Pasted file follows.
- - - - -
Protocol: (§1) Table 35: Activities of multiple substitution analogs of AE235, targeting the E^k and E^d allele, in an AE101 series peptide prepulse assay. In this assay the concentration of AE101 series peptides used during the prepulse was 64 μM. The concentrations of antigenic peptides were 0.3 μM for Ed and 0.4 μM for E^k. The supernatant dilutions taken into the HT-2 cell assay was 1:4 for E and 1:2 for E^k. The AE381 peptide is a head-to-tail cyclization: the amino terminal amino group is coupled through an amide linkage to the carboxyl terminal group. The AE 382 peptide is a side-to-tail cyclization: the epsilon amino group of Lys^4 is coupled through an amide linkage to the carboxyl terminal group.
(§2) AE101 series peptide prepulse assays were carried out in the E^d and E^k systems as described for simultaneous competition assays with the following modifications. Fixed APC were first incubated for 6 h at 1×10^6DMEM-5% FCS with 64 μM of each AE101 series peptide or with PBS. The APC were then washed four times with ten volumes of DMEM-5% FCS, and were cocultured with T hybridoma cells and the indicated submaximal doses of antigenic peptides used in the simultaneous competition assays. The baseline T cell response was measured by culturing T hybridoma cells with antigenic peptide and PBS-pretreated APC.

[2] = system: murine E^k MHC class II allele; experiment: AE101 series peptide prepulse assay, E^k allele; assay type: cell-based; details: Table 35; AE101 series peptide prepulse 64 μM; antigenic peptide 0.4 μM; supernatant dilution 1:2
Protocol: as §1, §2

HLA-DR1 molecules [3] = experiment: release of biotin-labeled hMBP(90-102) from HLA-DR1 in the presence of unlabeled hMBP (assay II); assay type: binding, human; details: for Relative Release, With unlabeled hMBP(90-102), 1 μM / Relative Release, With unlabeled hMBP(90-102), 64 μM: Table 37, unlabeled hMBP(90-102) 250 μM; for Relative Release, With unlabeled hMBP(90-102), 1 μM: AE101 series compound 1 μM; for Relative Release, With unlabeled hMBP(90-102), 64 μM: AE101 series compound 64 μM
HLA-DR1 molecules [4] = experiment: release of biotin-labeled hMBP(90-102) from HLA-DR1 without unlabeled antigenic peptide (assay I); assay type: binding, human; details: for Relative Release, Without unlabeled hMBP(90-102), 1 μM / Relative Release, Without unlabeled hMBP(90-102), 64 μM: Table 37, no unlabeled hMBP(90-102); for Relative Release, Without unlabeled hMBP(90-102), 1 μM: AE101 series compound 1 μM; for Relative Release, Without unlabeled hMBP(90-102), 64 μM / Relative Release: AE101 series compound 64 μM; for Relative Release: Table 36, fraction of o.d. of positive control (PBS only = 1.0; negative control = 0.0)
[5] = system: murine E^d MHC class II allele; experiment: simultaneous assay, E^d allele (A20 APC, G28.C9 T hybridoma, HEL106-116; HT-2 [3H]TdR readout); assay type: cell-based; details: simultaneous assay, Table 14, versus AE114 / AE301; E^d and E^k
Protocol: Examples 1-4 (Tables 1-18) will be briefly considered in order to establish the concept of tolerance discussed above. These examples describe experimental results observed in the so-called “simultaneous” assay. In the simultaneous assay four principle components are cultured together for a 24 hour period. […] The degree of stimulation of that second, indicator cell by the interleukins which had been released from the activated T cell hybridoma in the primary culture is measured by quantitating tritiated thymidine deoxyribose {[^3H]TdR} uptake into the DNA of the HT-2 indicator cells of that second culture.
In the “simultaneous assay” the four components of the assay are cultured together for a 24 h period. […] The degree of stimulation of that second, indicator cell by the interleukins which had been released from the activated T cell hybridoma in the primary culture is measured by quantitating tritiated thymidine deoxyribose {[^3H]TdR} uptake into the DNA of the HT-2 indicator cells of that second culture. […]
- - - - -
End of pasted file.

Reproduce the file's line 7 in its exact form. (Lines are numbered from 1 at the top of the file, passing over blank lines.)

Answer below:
[5] = system: murine E^d MHC class II allele; experiment: simultaneous assay, E^d allele (A20 APC, G28.C9 T hybridoma, HEL106-116; HT-2 [3H]TdR readout); assay type: cell-based; details: simultaneous assay, Table 14, versus AE114 / AE301; E^d and E^k